U.N. Struggles to Save Utility Accord, Flighting Flares With PM-Yugoslavia-Economy, Bjt
SARAJEVO, Bosnia-Herzegovina (AP) _ U.N. officials struggled today to save a fragile accord that would restore power and water to Sarajevo. New outbreaks of fighting and ethnic cleansing were reported elsewhere in Bosnia.
About 20 percent of Sarajevo’s 380,000 residents received running water today for the first time since June 21, when the entire city’s power and water supplies were cut off. Water also started running in the Serb-held suburb of Ilidza.
But Maj. Nicolas Studer, chief engineer of the U.N. peacekeeping force, said the Serb forces besieging Sarajevo broke their promise to restore natural gas, jeopardizing the entire accord to restore all utilities to the city.
With the city reduced to only 2 percent of its regular supply of water, fears of spreading disease had mounted as people resorted to using unclean water.
U.N. officials also warned of a potential food crisis. Land convoys have been interrupted for weeks because of fighting and blockades, and relief flights provide only about 60 percent of the capital’s needs.
The U.N. High Commssioner for Refugees, Sadako Ogata, flew to Sarajevo today to assess the crisis.
Elsewhere in Bosnia, new intense fighting errupted, and U.N. officials condemned a new wave of ″ethnic cleansing″ in the southwestern city of Mostar.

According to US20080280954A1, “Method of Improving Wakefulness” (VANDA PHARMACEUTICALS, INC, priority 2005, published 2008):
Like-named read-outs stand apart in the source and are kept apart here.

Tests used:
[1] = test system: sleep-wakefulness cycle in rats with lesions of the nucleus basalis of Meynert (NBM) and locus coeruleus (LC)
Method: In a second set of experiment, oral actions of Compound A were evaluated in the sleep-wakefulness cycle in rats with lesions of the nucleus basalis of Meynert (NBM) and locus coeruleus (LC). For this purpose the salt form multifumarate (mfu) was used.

The forced expulsion of rival ethnic groups by occupying forces has been a particularly heinous feature of this war, which has left more than 138,000 people dead or missing and displaced more than 2 million.
Cmdr. Barry Frewer, a spokesman for peacekeepers in Sarajevo, said there was new fighting in Mostar between Bosnian Croats and the mostly Muslim Bosnian army.
Frewer also said Croat reinforcements were coming to Mostar from the direction of the Croatian port of Split. He said they ″very likely″ included regular army troops from neighboring Croatia.
Croatia has denied that its army is aiding Bosnian Croat forces.
U.N. sources reported Tuesday that hundreds of Muslim men have been detained in Mostar. Women, children and elderly people have been evicted from their homes in a new surge of ethnic cleansing by Croat militiamen, they said.
In central Bosnia, where government forces have been fighting Serbs and Croats, 2,000 Muslim refugees were fleeing toward the town of Travnik after ethnic cleansing by Serb forces, Frewer said.
In north-central Bosnia, Frewer said, there were unconfirmed reports that 2,000 Bosnian soldiers were being held prisoner in Maglaj, part of a strategic triangle of towns that control access to some of the last remaining major government strongholds.